This enabled local authorities to establish Permitted Parking Areas and Special ParkingAreas, within which non-endorsable parking offences would be decriminalised. Civilenforcement of those parking contraventions could then be undertaken by parkingattendants employed directly, or indirectly, by the local authority. Penalty ChargeNotices (PCNs) could be issued for perceived breaches of the parking restrictionswithin those areas and, unlike the previous system, the local authority would retain the

    income from those PCNs to help fund their enforcement operations.

    The aim was that those de-criminalised enforcement operations would in effect be selffunding. Whilst raising revenue was not to be an objective of enforcement, should theirenforcement operations produce a surplus of funds at the end of the financial year,those funds could be spent to either improve off-street parking provision, or onspecified transport related matters.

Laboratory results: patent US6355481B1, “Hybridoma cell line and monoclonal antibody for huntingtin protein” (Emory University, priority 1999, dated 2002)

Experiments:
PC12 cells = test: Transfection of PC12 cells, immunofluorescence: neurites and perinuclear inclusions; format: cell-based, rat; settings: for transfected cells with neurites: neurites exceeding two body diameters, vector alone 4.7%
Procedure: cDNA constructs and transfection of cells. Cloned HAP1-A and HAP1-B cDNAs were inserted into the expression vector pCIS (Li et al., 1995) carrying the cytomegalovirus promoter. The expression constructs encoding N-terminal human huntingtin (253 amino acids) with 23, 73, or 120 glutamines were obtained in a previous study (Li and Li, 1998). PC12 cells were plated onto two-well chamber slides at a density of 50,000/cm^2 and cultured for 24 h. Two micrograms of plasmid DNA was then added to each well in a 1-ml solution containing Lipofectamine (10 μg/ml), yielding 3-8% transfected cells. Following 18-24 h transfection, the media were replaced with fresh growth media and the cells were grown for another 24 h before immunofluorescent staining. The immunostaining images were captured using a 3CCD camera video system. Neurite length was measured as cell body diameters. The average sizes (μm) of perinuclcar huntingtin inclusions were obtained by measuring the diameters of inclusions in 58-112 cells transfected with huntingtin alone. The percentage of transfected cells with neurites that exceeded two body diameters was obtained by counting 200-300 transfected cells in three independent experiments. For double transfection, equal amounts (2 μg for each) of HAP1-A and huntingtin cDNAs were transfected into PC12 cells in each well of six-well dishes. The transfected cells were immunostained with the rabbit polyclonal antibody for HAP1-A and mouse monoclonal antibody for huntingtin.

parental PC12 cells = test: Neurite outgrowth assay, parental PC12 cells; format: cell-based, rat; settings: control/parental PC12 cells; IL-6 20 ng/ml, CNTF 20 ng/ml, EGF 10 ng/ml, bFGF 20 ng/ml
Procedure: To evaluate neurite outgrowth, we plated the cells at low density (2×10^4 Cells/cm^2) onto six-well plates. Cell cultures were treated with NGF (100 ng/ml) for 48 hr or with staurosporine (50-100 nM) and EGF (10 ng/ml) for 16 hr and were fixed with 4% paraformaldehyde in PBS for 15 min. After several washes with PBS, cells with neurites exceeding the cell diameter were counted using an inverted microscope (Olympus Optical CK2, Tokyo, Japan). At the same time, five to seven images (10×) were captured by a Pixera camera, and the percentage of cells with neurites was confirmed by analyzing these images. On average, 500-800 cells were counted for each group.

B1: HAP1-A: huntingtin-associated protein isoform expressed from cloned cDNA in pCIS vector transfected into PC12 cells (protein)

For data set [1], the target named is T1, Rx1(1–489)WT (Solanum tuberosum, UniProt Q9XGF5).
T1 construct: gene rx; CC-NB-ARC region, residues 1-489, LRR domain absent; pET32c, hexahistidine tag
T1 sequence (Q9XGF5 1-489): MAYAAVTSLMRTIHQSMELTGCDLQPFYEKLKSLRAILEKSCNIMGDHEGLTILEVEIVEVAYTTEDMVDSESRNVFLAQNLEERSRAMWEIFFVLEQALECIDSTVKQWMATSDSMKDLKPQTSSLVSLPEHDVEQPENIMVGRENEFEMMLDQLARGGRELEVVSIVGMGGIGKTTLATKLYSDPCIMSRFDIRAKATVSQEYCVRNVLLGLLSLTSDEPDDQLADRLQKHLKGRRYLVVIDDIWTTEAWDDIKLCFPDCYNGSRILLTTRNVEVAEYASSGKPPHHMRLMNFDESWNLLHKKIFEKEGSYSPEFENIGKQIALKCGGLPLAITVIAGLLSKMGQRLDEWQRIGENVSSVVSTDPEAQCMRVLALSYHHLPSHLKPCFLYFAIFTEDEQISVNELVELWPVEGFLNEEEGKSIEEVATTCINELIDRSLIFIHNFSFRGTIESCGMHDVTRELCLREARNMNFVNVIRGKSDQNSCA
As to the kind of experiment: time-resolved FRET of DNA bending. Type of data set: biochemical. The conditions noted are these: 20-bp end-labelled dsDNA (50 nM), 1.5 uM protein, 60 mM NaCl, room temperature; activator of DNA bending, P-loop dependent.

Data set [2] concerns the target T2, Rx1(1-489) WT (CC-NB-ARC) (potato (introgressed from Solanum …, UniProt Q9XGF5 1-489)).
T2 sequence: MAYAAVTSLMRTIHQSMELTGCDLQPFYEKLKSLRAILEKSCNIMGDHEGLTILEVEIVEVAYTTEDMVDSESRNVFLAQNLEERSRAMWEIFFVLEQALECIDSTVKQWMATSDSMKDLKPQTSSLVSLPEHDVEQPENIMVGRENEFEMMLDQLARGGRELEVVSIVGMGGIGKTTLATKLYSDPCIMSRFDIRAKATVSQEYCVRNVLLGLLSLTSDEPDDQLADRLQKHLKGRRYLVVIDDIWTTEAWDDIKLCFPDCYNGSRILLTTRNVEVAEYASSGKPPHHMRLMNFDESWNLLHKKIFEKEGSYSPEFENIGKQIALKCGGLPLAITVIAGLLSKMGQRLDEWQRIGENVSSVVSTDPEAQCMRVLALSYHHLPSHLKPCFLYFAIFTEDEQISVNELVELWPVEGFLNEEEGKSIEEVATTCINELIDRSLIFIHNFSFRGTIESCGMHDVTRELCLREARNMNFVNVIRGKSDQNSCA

Adoption of RTA 91 powers was mandatory for London boroughs but optional for otherlocal authorities. Following consultations with the Dorset Police and with Dorset CountyCouncil, in order to further Dorset County Council's transportation policies through theeffective control of parking, Weymouth and Portland Borough Council (the Council),took on these powers on 25th November 2002. Dorset County Council is the localhighway authority and, when enforcing on-street parking restrictions within Weymouthand Portland, this Council does so on behalf of the County Council, under the terms ofan Agency Agreement.